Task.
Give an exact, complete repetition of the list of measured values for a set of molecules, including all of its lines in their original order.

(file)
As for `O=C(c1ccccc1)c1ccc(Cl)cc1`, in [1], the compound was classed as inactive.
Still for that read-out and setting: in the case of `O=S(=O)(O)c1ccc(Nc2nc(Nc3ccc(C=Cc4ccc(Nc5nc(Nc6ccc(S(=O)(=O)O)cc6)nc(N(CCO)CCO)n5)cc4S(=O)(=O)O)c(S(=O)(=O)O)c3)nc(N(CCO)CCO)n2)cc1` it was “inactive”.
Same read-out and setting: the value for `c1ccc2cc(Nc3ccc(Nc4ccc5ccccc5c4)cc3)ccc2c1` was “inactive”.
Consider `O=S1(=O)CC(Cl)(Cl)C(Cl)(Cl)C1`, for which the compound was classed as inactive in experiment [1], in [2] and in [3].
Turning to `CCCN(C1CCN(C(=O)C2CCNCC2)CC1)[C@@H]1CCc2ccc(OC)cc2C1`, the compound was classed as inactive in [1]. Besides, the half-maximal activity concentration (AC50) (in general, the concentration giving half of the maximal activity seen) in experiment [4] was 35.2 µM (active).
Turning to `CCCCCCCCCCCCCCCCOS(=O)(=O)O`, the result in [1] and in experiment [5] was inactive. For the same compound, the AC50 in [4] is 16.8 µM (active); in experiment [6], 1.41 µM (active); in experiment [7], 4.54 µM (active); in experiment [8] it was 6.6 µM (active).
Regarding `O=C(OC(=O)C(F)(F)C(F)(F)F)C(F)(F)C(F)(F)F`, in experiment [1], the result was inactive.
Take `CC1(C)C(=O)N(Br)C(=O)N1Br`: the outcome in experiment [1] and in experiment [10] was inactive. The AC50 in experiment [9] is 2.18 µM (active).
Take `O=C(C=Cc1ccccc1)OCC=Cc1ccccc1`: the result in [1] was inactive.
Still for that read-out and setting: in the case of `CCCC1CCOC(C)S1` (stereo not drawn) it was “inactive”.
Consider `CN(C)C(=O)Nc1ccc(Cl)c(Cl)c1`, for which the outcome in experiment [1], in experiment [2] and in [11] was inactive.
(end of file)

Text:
As for `O=C(c1ccccc1)c1ccc(Cl)cc1`, in [1], the compound was classed as inactive.
Still for that read-out and setting: in the case of `O=S(=O)(O)c1ccc(Nc2nc(Nc3ccc(C=Cc4ccc(Nc5nc(Nc6ccc(S(=O)(=O)O)cc6)nc(N(CCO)CCO)n5)cc4S(=O)(=O)O)c(S(=O)(=O)O)c3)nc(N(CCO)CCO)n2)cc1` it was “inactive”.
Same read-out and setting: the value for `c1ccc2cc(Nc3ccc(Nc4ccc5ccccc5c4)cc3)ccc2c1` was “inactive”.
Consider `O=S1(=O)CC(Cl)(Cl)C(Cl)(Cl)C1`, for which the compound was classed as inactive in experiment [1], in [2] and in [3].
Turning to `CCCN(C1CCN(C(=O)C2CCNCC2)CC1)[C@@H]1CCc2ccc(OC)cc2C1`, the compound was classed as inactive in [1]. Besides, the half-maximal activity concentration (AC50) (in general, the concentration giving half of the maximal activity seen) in experiment [4] was 35.2 µM (active).
Turning to `CCCCCCCCCCCCCCCCOS(=O)(=O)O`, the result in [1] and in experiment [5] was inactive. For the same compound, the AC50 in [4] is 16.8 µM (active); in experiment [6], 1.41 µM (active); in experiment [7], 4.54 µM (active); in experiment [8] it was 6.6 µM (active).
Regarding `O=C(OC(=O)C(F)(F)C(F)(F)F)C(F)(F)C(F)(F)F`, in experiment [1], the result was inactive.
Take `CC1(C)C(=O)N(Br)C(=O)N1Br`: the outcome in experiment [1] and in experiment [10] was inactive. The AC50 in experiment [9] is 2.18 µM (active).
Take `O=C(C=Cc1ccccc1)OCC=Cc1ccccc1`: the result in [1] was inactive.
Still for that read-out and setting: in the case of `CCCC1CCOC(C)S1` (stereo not drawn) it was “inactive”.
Consider `CN(C)C(=O)Nc1ccc(Cl)c(Cl)c1`, for which the outcome in experiment [1], in experiment [2] and in [11] was inactive.